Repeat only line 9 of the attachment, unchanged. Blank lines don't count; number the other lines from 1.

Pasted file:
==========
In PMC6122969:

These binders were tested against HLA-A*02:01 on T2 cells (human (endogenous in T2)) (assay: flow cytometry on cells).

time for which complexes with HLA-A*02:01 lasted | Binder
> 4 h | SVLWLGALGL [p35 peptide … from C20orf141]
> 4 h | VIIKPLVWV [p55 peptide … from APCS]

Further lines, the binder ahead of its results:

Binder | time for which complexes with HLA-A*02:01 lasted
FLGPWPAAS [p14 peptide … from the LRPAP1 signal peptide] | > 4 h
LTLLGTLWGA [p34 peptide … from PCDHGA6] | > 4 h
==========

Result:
LTLLGTLWGA [p34 peptide … from PCDHGA6] | > 4 h